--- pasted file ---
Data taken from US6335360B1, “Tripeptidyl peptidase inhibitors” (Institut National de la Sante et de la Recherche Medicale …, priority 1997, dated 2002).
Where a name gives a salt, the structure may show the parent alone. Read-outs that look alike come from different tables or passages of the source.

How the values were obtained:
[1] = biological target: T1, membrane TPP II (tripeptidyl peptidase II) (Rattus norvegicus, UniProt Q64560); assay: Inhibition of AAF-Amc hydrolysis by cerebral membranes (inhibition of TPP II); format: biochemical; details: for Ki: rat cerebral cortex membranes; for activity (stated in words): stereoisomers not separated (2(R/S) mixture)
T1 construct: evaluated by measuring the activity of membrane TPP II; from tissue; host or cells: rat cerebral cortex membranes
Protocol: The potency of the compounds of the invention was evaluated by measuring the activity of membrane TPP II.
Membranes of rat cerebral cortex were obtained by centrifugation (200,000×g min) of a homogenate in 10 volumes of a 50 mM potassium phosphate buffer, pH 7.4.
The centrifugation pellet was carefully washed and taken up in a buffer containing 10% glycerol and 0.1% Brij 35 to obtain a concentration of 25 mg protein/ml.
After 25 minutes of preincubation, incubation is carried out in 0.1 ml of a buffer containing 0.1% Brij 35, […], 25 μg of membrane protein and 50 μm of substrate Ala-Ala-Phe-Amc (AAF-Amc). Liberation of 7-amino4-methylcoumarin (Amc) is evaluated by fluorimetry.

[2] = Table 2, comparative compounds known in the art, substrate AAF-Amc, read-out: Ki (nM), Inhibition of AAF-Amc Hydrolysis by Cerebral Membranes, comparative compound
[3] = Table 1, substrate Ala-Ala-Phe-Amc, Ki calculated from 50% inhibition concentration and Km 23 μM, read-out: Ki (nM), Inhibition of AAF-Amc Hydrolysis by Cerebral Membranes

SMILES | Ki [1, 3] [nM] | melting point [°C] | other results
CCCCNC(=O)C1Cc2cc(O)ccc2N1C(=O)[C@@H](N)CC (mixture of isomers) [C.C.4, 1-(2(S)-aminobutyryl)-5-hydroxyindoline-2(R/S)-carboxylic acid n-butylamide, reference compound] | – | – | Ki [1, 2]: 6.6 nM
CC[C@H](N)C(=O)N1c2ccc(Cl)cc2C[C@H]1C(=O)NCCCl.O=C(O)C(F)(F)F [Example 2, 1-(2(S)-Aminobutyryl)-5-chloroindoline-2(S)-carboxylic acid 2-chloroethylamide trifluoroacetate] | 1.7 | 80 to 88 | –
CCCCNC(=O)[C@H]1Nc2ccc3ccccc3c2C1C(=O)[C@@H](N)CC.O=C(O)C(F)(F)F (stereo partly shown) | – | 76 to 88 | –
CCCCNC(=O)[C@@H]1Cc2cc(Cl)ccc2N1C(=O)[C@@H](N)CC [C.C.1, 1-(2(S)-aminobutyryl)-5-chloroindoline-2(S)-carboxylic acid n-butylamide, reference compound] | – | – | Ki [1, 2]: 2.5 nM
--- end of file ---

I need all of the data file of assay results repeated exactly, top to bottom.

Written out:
Data taken from US6335360B1, “Tripeptidyl peptidase inhibitors” (Institut National de la Sante et de la Recherche Medicale …, priority 1997, dated 2002).
Where a name gives a salt, the structure may show the parent alone. Read-outs that look alike come from different tables or passages of the source.

How the values were obtained:
[1] = biological target: T1, membrane TPP II (tripeptidyl peptidase II) (Rattus norvegicus, UniProt Q64560); assay: Inhibition of AAF-Amc hydrolysis by cerebral membranes (inhibition of TPP II); format: biochemical; details: for Ki: rat cerebral cortex membranes; for activity (stated in words): stereoisomers not separated (2(R/S) mixture)
T1 construct: evaluated by measuring the activity of membrane TPP II; from tissue; host or cells: rat cerebral cortex membranes
Protocol: The potency of the compounds of the invention was evaluated by measuring the activity of membrane TPP II.
Membranes of rat cerebral cortex were obtained by centrifugation (200,000×g min) of a homogenate in 10 volumes of a 50 mM potassium phosphate buffer, pH 7.4.
The centrifugation pellet was carefully washed and taken up in a buffer containing 10% glycerol and 0.1% Brij 35 to obtain a concentration of 25 mg protein/ml.
After 25 minutes of preincubation, incubation is carried out in 0.1 ml of a buffer containing 0.1% Brij 35, […], 25 μg of membrane protein and 50 μm of substrate Ala-Ala-Phe-Amc (AAF-Amc). Liberation of 7-amino4-methylcoumarin (Amc) is evaluated by fluorimetry.

[2] = Table 2, comparative compounds known in the art, substrate AAF-Amc, read-out: Ki (nM), Inhibition of AAF-Amc Hydrolysis by Cerebral Membranes, comparative compound
[3] = Table 1, substrate Ala-Ala-Phe-Amc, Ki calculated from 50% inhibition concentration and Km 23 μM, read-out: Ki (nM), Inhibition of AAF-Amc Hydrolysis by Cerebral Membranes

SMILES | Ki [1, 3] [nM] | melting point [°C] | other results
CCCCNC(=O)C1Cc2cc(O)ccc2N1C(=O)[C@@H](N)CC (mixture of isomers) [C.C.4, 1-(2(S)-aminobutyryl)-5-hydroxyindoline-2(R/S)-carboxylic acid n-butylamide, reference compound] | – | – | Ki [1, 2]: 6.6 nM
CC[C@H](N)C(=O)N1c2ccc(Cl)cc2C[C@H]1C(=O)NCCCl.O=C(O)C(F)(F)F [Example 2, 1-(2(S)-Aminobutyryl)-5-chloroindoline-2(S)-carboxylic acid 2-chloroethylamide trifluoroacetate] | 1.7 | 80 to 88 | –
CCCCNC(=O)[C@H]1Nc2ccc3ccccc3c2C1C(=O)[C@@H](N)CC.O=C(O)C(F)(F)F (stereo partly shown) | – | 76 to 88 | –
CCCCNC(=O)[C@@H]1Cc2cc(Cl)ccc2N1C(=O)[C@@H](N)CC [C.C.1, 1-(2(S)-aminobutyryl)-5-chloroindoline-2(S)-carboxylic acid n-butylamide, reference compound] | – | – | Ki [1, 2]: 2.5 nM